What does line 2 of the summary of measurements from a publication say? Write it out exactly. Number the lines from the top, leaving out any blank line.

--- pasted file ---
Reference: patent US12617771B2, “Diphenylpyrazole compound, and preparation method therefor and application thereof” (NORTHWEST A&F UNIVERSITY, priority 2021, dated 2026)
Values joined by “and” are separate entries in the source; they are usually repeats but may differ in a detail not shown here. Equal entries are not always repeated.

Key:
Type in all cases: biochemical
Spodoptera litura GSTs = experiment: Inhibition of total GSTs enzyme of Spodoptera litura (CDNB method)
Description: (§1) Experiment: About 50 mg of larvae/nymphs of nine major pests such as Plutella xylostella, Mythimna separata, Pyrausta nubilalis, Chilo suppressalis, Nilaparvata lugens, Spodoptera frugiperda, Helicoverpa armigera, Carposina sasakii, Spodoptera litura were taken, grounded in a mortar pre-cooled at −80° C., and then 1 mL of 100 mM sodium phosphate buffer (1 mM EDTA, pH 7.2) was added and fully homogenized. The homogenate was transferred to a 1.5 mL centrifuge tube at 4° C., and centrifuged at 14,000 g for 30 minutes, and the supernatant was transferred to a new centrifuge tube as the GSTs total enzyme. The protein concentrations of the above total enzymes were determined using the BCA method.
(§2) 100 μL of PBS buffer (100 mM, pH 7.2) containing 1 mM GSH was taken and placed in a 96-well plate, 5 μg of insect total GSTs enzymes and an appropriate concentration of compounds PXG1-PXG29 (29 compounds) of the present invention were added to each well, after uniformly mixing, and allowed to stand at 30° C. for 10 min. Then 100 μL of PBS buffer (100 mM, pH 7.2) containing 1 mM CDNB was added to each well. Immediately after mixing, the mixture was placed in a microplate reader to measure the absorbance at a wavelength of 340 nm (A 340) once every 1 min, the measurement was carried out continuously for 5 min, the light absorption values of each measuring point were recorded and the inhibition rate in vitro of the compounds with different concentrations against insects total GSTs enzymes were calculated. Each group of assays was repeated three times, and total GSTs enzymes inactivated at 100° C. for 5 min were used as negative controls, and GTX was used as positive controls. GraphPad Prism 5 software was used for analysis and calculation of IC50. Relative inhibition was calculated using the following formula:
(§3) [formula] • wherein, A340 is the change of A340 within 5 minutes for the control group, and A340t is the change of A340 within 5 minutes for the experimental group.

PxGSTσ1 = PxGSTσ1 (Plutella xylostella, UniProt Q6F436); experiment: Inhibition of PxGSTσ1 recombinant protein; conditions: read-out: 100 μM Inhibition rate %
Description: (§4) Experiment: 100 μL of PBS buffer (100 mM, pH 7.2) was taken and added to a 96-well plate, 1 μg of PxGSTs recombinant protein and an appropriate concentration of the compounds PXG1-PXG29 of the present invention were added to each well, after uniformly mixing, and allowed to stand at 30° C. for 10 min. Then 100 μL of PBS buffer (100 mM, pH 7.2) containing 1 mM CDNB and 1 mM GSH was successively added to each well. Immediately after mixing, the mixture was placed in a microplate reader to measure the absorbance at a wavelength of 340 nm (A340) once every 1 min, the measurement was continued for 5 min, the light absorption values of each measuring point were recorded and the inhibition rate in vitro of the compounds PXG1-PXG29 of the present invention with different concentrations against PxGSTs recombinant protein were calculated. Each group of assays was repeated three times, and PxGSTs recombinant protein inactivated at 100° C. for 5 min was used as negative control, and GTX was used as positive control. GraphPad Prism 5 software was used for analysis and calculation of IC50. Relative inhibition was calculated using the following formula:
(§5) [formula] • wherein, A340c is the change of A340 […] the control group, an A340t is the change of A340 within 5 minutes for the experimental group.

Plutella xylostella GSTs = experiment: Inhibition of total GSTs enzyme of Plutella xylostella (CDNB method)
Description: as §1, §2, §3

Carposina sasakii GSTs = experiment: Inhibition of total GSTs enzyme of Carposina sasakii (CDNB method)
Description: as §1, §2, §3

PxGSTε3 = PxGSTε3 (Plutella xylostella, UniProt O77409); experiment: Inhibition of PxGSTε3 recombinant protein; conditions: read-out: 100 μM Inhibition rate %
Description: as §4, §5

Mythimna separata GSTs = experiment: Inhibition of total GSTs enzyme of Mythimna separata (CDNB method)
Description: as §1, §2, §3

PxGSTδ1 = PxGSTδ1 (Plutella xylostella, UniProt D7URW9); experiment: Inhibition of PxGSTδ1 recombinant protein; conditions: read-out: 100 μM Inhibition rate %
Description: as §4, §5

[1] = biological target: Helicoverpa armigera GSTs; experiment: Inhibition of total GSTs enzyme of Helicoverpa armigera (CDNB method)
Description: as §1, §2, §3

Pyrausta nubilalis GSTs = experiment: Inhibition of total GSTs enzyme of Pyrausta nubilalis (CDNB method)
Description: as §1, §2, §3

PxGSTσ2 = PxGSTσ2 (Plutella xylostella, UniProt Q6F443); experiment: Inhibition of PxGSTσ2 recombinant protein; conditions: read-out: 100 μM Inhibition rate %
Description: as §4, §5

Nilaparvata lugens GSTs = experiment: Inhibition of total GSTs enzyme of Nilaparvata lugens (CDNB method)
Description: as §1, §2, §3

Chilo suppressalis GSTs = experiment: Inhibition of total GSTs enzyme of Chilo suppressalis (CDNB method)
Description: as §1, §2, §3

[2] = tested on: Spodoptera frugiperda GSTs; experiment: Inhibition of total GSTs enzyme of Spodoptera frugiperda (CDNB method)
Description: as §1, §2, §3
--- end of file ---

Values joined by “and” are separate entries in the source; they are usually repeats but may differ in a detail not shown here. Equal entries are not always repeated.